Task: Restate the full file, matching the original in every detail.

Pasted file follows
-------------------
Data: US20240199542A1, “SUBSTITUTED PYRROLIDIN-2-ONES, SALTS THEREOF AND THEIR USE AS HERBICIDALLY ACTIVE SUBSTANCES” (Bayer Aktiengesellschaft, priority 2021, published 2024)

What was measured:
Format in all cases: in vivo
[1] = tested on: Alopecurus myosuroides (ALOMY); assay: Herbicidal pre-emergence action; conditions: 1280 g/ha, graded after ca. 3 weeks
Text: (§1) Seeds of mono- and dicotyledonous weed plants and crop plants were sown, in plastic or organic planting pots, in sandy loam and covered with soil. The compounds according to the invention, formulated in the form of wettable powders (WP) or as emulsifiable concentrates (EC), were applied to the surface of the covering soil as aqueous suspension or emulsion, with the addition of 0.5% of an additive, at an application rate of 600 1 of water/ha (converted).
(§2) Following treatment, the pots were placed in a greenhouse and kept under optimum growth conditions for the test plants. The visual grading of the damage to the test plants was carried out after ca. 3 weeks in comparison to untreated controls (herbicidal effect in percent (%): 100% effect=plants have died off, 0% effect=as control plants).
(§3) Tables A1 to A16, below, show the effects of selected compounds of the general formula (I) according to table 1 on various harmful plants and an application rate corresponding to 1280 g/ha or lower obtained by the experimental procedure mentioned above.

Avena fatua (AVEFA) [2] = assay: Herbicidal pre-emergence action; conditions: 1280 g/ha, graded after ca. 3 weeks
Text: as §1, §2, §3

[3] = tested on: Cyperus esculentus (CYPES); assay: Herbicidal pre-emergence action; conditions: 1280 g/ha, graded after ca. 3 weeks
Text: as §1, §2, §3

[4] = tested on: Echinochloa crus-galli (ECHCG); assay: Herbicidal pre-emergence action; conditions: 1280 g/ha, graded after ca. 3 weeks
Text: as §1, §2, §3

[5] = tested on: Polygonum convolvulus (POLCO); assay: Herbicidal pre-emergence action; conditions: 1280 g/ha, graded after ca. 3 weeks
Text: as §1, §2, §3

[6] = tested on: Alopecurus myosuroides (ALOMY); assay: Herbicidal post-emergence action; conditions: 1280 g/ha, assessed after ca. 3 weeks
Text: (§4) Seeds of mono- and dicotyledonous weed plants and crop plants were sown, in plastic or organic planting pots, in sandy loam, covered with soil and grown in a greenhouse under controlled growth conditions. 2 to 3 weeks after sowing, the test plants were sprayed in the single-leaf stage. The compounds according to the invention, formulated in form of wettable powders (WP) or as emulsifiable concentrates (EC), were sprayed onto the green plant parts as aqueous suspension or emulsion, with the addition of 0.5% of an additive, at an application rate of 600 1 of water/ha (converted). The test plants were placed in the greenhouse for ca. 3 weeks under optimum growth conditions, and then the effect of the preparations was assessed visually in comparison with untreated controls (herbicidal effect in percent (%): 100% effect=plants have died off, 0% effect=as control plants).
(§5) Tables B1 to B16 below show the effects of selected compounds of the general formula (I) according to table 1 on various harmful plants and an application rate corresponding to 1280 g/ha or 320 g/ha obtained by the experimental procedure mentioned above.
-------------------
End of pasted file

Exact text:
Data: US20240199542A1, “SUBSTITUTED PYRROLIDIN-2-ONES, SALTS THEREOF AND THEIR USE AS HERBICIDALLY ACTIVE SUBSTANCES” (Bayer Aktiengesellschaft, priority 2021, published 2024)

What was measured:
Format in all cases: in vivo
[1] = tested on: Alopecurus myosuroides (ALOMY); assay: Herbicidal pre-emergence action; conditions: 1280 g/ha, graded after ca. 3 weeks
Text: (§1) Seeds of mono- and dicotyledonous weed plants and crop plants were sown, in plastic or organic planting pots, in sandy loam and covered with soil. The compounds according to the invention, formulated in the form of wettable powders (WP) or as emulsifiable concentrates (EC), were applied to the surface of the covering soil as aqueous suspension or emulsion, with the addition of 0.5% of an additive, at an application rate of 600 1 of water/ha (converted).
(§2) Following treatment, the pots were placed in a greenhouse and kept under optimum growth conditions for the test plants. The visual grading of the damage to the test plants was carried out after ca. 3 weeks in comparison to untreated controls (herbicidal effect in percent (%): 100% effect=plants have died off, 0% effect=as control plants).
(§3) Tables A1 to A16, below, show the effects of selected compounds of the general formula (I) according to table 1 on various harmful plants and an application rate corresponding to 1280 g/ha or lower obtained by the experimental procedure mentioned above.

Avena fatua (AVEFA) [2] = assay: Herbicidal pre-emergence action; conditions: 1280 g/ha, graded after ca. 3 weeks
Text: as §1, §2, §3

[3] = tested on: Cyperus esculentus (CYPES); assay: Herbicidal pre-emergence action; conditions: 1280 g/ha, graded after ca. 3 weeks
Text: as §1, §2, §3

[4] = tested on: Echinochloa crus-galli (ECHCG); assay: Herbicidal pre-emergence action; conditions: 1280 g/ha, graded after ca. 3 weeks
Text: as §1, §2, §3

[5] = tested on: Polygonum convolvulus (POLCO); assay: Herbicidal pre-emergence action; conditions: 1280 g/ha, graded after ca. 3 weeks
Text: as §1, §2, §3

[6] = tested on: Alopecurus myosuroides (ALOMY); assay: Herbicidal post-emergence action; conditions: 1280 g/ha, assessed after ca. 3 weeks
Text: (§4) Seeds of mono- and dicotyledonous weed plants and crop plants were sown, in plastic or organic planting pots, in sandy loam, covered with soil and grown in a greenhouse under controlled growth conditions. 2 to 3 weeks after sowing, the test plants were sprayed in the single-leaf stage. The compounds according to the invention, formulated in form of wettable powders (WP) or as emulsifiable concentrates (EC), were sprayed onto the green plant parts as aqueous suspension or emulsion, with the addition of 0.5% of an additive, at an application rate of 600 1 of water/ha (converted). The test plants were placed in the greenhouse for ca. 3 weeks under optimum growth conditions, and then the effect of the preparations was assessed visually in comparison with untreated controls (herbicidal effect in percent (%): 100% effect=plants have died off, 0% effect=as control plants).
(§5) Tables B1 to B16 below show the effects of selected compounds of the general formula (I) according to table 1 on various harmful plants and an application rate corresponding to 1280 g/ha or 320 g/ha obtained by the experimental procedure mentioned above.